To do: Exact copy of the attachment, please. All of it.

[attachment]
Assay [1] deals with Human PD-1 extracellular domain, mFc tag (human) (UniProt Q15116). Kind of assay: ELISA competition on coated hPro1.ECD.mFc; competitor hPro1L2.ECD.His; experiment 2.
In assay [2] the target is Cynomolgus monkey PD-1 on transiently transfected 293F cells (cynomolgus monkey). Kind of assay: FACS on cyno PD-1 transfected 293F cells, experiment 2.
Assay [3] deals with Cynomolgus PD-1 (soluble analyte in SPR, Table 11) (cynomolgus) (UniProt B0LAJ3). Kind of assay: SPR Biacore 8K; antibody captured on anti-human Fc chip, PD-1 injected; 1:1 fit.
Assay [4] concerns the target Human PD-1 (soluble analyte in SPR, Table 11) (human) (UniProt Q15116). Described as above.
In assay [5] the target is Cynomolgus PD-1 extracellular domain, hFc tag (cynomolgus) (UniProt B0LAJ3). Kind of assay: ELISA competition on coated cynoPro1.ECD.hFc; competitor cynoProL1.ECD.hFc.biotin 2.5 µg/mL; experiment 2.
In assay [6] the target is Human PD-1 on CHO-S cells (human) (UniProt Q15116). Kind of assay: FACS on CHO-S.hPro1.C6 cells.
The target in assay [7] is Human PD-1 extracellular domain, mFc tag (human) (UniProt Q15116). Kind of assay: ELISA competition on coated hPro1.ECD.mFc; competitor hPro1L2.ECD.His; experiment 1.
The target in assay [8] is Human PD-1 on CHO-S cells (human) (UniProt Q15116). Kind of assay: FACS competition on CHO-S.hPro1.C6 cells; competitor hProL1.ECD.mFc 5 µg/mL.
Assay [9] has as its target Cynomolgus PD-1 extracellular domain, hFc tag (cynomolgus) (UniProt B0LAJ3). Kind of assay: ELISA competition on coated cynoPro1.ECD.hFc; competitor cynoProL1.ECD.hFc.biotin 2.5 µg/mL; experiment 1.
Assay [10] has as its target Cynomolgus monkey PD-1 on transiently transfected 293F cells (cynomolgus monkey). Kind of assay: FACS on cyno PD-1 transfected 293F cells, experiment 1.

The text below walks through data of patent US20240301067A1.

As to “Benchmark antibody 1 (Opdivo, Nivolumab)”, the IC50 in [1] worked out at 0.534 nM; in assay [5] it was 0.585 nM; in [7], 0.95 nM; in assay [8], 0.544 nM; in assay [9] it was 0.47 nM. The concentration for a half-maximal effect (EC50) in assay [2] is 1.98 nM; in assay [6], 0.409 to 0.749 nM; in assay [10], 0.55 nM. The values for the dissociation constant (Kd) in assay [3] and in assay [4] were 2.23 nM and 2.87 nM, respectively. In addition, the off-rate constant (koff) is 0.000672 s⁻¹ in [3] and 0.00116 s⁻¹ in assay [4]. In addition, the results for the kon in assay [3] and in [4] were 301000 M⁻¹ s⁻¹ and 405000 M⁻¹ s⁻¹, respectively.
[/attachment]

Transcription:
Assay [1] deals with Human PD-1 extracellular domain, mFc tag (human) (UniProt Q15116). Kind of assay: ELISA competition on coated hPro1.ECD.mFc; competitor hPro1L2.ECD.His; experiment 2.
In assay [2] the target is Cynomolgus monkey PD-1 on transiently transfected 293F cells (cynomolgus monkey). Kind of assay: FACS on cyno PD-1 transfected 293F cells, experiment 2.
Assay [3] deals with Cynomolgus PD-1 (soluble analyte in SPR, Table 11) (cynomolgus) (UniProt B0LAJ3). Kind of assay: SPR Biacore 8K; antibody captured on anti-human Fc chip, PD-1 injected; 1:1 fit.
Assay [4] concerns the target Human PD-1 (soluble analyte in SPR, Table 11) (human) (UniProt Q15116). Described as above.
In assay [5] the target is Cynomolgus PD-1 extracellular domain, hFc tag (cynomolgus) (UniProt B0LAJ3). Kind of assay: ELISA competition on coated cynoPro1.ECD.hFc; competitor cynoProL1.ECD.hFc.biotin 2.5 µg/mL; experiment 2.
In assay [6] the target is Human PD-1 on CHO-S cells (human) (UniProt Q15116). Kind of assay: FACS on CHO-S.hPro1.C6 cells.
The target in assay [7] is Human PD-1 extracellular domain, mFc tag (human) (UniProt Q15116). Kind of assay: ELISA competition on coated hPro1.ECD.mFc; competitor hPro1L2.ECD.His; experiment 1.
The target in assay [8] is Human PD-1 on CHO-S cells (human) (UniProt Q15116). Kind of assay: FACS competition on CHO-S.hPro1.C6 cells; competitor hProL1.ECD.mFc 5 µg/mL.
Assay [9] has as its target Cynomolgus PD-1 extracellular domain, hFc tag (cynomolgus) (UniProt B0LAJ3). Kind of assay: ELISA competition on coated cynoPro1.ECD.hFc; competitor cynoProL1.ECD.hFc.biotin 2.5 µg/mL; experiment 1.
Assay [10] has as its target Cynomolgus monkey PD-1 on transiently transfected 293F cells (cynomolgus monkey). Kind of assay: FACS on cyno PD-1 transfected 293F cells, experiment 1.

The text below walks through data of patent US20240301067A1.

As to “Benchmark antibody 1 (Opdivo, Nivolumab)”, the IC50 in [1] worked out at 0.534 nM; in assay [5] it was 0.585 nM; in [7], 0.95 nM; in assay [8], 0.544 nM; in assay [9] it was 0.47 nM. The concentration for a half-maximal effect (EC50) in assay [2] is 1.98 nM; in assay [6], 0.409 to 0.749 nM; in assay [10], 0.55 nM. The values for the dissociation constant (Kd) in assay [3] and in assay [4] were 2.23 nM and 2.87 nM, respectively. In addition, the off-rate constant (koff) is 0.000672 s⁻¹ in [3] and 0.00116 s⁻¹ in assay [4]. In addition, the results for the kon in assay [3] and in [4] were 301000 M⁻¹ s⁻¹ and 405000 M⁻¹ s⁻¹, respectively.